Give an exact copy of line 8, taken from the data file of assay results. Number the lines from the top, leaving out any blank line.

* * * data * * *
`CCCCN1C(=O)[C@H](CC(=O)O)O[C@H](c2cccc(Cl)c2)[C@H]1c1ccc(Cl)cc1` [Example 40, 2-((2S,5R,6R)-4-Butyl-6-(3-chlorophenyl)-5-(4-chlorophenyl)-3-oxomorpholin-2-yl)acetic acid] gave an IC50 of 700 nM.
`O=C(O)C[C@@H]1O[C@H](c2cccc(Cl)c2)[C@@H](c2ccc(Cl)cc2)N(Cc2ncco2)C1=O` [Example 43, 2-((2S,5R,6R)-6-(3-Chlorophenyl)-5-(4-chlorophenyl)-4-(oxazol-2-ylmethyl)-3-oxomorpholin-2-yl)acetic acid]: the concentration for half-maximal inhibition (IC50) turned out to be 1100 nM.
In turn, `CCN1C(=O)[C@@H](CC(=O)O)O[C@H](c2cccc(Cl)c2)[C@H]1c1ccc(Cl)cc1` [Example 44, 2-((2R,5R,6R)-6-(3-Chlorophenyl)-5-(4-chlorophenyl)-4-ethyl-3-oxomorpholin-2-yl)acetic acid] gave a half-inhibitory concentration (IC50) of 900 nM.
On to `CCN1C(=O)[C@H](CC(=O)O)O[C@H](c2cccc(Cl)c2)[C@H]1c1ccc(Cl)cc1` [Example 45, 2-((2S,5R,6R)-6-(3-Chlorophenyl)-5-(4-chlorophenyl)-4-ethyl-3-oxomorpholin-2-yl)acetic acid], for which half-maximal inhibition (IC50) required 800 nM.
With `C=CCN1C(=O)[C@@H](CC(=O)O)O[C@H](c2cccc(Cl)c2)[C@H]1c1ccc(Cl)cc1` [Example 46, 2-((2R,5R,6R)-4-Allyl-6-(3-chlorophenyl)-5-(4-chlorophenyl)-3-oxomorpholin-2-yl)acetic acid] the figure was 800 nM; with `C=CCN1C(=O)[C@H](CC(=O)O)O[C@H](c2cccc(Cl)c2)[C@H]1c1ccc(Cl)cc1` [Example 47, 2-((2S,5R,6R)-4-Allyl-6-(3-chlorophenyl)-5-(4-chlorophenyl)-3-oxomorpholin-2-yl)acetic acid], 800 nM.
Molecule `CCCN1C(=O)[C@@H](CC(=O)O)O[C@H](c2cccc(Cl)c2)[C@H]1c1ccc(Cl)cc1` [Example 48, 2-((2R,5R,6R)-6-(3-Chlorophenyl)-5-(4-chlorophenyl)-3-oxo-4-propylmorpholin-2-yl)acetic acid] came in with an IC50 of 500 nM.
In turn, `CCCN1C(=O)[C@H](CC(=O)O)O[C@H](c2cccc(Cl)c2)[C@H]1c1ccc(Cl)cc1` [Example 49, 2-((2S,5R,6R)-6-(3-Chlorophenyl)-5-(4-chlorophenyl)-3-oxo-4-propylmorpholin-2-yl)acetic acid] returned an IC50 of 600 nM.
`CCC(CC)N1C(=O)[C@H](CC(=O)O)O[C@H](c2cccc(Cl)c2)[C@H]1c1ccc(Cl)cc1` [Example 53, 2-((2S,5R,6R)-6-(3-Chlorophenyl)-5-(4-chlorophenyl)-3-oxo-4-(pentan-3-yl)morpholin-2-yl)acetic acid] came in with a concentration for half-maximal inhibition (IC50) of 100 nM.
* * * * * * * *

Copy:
`CCC(CC)N1C(=O)[C@H](CC(=O)O)O[C@H](c2cccc(Cl)c2)[C@H]1c1ccc(Cl)cc1` [Example 53, 2-((2S,5R,6R)-6-(3-Chlorophenyl)-5-(4-chlorophenyl)-3-oxo-4-(pentan-3-yl)morpholin-2-yl)acetic acid] came in with a concentration for half-maximal inhibition (IC50) of 100 nM.